When the clock struck midnight on Nov. 11, a large screen in the auditorium of Alibaba’s headquarters in Hangzhou, China, lit up with numbers: Within two minutes, over 1 billion yuan ($163 million) had been sold on the Chinese company’s e-commerce platforms. A cheer erupted from the room as green lights glowed on a map of the country, showing which provinces are shopping the most on the world’s largest online shopping holiday. Within an hour, over 11 billion yuan in transactions had been made.
This is the first time Alibaba is holding its famous “Singles Day” which takes place on an anti-Valentines holiday called guangunjie, since the company listed on the New York Stock Exchange earlier this year. Executives are taking pains to cast the holiday—and the company—as a globally as possible. “This is the first year we want to change from a Chinese consumer date to a global consumer date,” Jonathan Lu, CEO of Alibaba tells reporters.
This year, one of Alibaba’s platforms, AliExpress, which lets shoppers outside of the country purchase from merchants within China, is part of the event. So far, an excited MC announced, reading from the screen, Hong Kong, the US, and “China’s Taiwan” are the top countries for exports of Chinese goods. The company says that at least 170 countries have participated in the day.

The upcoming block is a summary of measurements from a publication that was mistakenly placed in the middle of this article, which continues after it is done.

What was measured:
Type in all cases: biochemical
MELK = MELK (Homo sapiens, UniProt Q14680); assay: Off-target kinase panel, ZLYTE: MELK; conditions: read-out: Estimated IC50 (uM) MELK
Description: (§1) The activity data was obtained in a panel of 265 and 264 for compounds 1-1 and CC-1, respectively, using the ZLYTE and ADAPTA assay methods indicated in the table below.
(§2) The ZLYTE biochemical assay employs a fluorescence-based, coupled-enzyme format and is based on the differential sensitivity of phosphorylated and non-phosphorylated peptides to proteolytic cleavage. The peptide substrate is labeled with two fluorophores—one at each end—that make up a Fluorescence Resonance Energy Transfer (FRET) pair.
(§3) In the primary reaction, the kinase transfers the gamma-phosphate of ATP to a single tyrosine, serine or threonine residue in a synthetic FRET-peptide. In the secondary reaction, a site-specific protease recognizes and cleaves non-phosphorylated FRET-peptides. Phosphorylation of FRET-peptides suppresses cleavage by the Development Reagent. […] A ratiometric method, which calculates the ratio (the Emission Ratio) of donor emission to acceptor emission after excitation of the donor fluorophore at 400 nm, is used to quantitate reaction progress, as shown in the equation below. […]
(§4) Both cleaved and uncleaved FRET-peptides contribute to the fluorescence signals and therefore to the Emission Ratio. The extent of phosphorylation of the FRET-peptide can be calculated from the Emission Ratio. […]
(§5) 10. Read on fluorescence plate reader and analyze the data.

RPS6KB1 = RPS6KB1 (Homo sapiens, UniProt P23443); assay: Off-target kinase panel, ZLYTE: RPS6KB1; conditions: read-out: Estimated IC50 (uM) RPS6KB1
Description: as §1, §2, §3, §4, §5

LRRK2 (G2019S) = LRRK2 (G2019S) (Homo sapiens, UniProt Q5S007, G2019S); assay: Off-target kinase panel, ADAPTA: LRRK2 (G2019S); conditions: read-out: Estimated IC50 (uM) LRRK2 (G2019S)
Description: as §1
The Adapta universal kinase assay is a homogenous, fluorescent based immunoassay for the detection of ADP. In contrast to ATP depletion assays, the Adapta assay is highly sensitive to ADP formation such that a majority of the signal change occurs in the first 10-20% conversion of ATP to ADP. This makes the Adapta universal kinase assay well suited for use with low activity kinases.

Regardless of the company’s global ambitions for the holiday, it’s not clear that Singles Day can continue growing at such a breakneck pace. Last year, transactions totaled about 36 billion yuan, already a 90% increase from the year before. The costs are high for merchants, who have to pay for extra staff for help in what has become an annual logistical nightmare.
And advertising and marketing in order to compete for shoppers is not cheap—that’s one reason why ads account for 57% of Alibaba’s revenues, Jeff Walters, managing director at Boston Consulting Group, points out. Bottlenecks are common. Consumers find that discounted products, usually 50% or more off, are often sold out within minutes.
But the biggest reason that Singles Day may lose some of its popularity has less to do with customer and retailer fatigue and more to do with a long-term trend that is good news for Alibaba and other e-commerce operators in China, Walters tells Quartz: “Singles Day is likely going to become less ‘exceptional’ relative to a regular e-commerce day in China…because online sales throughout the year have picked up so much.”
At the Alibaba campus, the company has brought in buses of foreign reporters and filled the day with English-language press briefings in the hopes of bringing good tidings of Singles Day to the rest of the world. “This year, sellers and buyers worldwide are celebrating Singles Day together,” says Daniel Zhang, the company’s chief operating officer who first thought of holding promotions on the holiday. “Singles Day is not only a festival for the Chinese, but for the world’s sellers and buyers.”